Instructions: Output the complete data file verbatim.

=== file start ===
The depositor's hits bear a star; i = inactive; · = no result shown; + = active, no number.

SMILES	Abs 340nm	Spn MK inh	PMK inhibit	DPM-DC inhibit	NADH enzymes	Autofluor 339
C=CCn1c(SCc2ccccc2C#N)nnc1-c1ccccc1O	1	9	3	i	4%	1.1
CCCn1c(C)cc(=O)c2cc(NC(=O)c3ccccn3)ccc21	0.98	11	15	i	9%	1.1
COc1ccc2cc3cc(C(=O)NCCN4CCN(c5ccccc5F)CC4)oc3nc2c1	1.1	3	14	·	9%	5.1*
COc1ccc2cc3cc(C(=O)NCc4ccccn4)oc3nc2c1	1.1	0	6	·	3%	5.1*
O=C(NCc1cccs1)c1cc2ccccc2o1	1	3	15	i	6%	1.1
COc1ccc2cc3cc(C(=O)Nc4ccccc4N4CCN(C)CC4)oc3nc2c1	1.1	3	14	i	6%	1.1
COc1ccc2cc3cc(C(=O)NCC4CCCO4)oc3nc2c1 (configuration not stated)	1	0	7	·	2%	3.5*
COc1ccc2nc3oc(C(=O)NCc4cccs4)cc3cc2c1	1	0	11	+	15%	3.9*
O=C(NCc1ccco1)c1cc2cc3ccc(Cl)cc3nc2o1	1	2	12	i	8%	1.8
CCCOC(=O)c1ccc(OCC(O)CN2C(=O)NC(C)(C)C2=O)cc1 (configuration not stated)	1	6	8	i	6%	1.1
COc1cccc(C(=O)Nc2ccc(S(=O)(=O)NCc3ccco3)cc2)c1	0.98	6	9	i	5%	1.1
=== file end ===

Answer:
The depositor's hits bear a star; i = inactive; · = no result shown; + = active, no number.

SMILES	Abs 340nm	Spn MK inh	PMK inhibit	DPM-DC inhibit	NADH enzymes	Autofluor 339
C=CCn1c(SCc2ccccc2C#N)nnc1-c1ccccc1O	1	9	3	i	4%	1.1
CCCn1c(C)cc(=O)c2cc(NC(=O)c3ccccn3)ccc21	0.98	11	15	i	9%	1.1
COc1ccc2cc3cc(C(=O)NCCN4CCN(c5ccccc5F)CC4)oc3nc2c1	1.1	3	14	·	9%	5.1*
COc1ccc2cc3cc(C(=O)NCc4ccccn4)oc3nc2c1	1.1	0	6	·	3%	5.1*
O=C(NCc1cccs1)c1cc2ccccc2o1	1	3	15	i	6%	1.1
COc1ccc2cc3cc(C(=O)Nc4ccccc4N4CCN(C)CC4)oc3nc2c1	1.1	3	14	i	6%	1.1
COc1ccc2cc3cc(C(=O)NCC4CCCO4)oc3nc2c1 (configuration not stated)	1	0	7	·	2%	3.5*
COc1ccc2nc3oc(C(=O)NCc4cccs4)cc3cc2c1	1	0	11	+	15%	3.9*
O=C(NCc1ccco1)c1cc2cc3ccc(Cl)cc3nc2o1	1	2	12	i	8%	1.8
CCCOC(=O)c1ccc(OCC(O)CN2C(=O)NC(C)(C)C2=O)cc1 (configuration not stated)	1	6	8	i	6%	1.1
COc1cccc(C(=O)Nc2ccc(S(=O)(=O)NCc3ccco3)cc2)c1	0.98	6	9	i	5%	1.1